Review in a Hurry: Japanese animation god Hayao Miyazaki returns to his roots with a tale that's more down-to-earth than the recent Spirited Away or Howl's Moving Castle. The result—dubbed into English with an all-star cast—is as irresistible as My Neighbor Totoro, but less furry and all wet.
The Bigger Picture: While taking a walk along a beach, 5-year-old Sosuke (voiced by Bonus Jonas Frankie Jonas) rescues a goldfish from a glass jar. The fish has a human face (much cuter than it sounds) and Sosuke decides a name is required: Ponyo. Although not quite a genie in a bottle, Ponyo's release sets forth a series of events, turning the sea inhabitant into a little girl (Noah Cyrus).
Inspired by the Hans Christian Anderson fairy tale The Little Mermaid, the story of a fish who wants to be human will be familiar to anyone who's seen the Disney classic. But whereas Ariel's journey was more the "sisters doin' it for themselves" variety, Miyazaki's is about the relationship between the matter-of-factness of magic and the joy of living in an ocean town.
Even a scene in which Sosuke and Ponyo take a toy boat through a village ravaged by a tsunami-like storm never feels menacing. With magic in place of harsh reality, the feeling is liberating.
These days, 2-D hand-drawn animation is virtually nonexistent, but Miyazaki's lush, detailed worlds demonstrate that not everything has to be done with computer animation. The centerpiece of the film, in which Ponyo runs across the waves of a storm, is breathtaking. The traditional lines that surround hand-drawn animation erupt onscreen as the ocean rushes along with tiny little Ponyo on top. Just as stop motion got a bump earlier in the year with Coraline, Ponyo (already global hit, with $165 million box office to date) hopefully will bring back an appreciation for 2-D.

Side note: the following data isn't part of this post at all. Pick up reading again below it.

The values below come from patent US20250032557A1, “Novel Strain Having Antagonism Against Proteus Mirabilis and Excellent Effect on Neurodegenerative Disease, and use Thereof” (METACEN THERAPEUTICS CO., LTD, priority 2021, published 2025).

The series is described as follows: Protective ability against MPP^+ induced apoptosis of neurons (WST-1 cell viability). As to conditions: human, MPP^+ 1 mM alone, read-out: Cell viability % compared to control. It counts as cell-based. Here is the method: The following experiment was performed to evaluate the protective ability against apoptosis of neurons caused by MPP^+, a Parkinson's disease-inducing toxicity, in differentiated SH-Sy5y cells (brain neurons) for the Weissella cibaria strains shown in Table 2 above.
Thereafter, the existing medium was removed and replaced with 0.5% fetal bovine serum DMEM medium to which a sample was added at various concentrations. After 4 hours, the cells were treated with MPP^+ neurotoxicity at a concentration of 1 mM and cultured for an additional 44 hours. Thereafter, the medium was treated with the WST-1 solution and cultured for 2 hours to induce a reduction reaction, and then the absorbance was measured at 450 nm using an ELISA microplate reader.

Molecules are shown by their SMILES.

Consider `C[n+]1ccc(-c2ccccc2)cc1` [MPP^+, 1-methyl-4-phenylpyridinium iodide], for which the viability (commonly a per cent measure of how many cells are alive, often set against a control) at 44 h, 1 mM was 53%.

Set in Japan, the names of the characters are Ponyo, Sosuke, Fujimoto, Koichi and um, Lisa. Lisa is voiced by Tina Fey, and though her name is kind of a weird choice, she fits right in next to Cate Blanchett, Liam Neeson, Matt Damon and Cloris Leachman, who were tapped to do the English dub under the direction of Pixar's own animation god John Lasseter.
Especially convincing is Miley Cyrus' little sis Noah as the titular tyke. Voicing anime asks for a certain kind of hyperexcited state, and Cyrus' energy is considerable. Case in point: Ponyo's enthusiasm for ham is pretty darn charming. And to keep things Disneyfied, the childlike wonder of a young Jonas brother as Sosuke is refreshing.
The 180—a Second Opinion: Again, this is not a grand epic journey like Miyazaki's recent efforts. Unfortunately, the last act treats the story like it is a grand adventure and never quite convinces.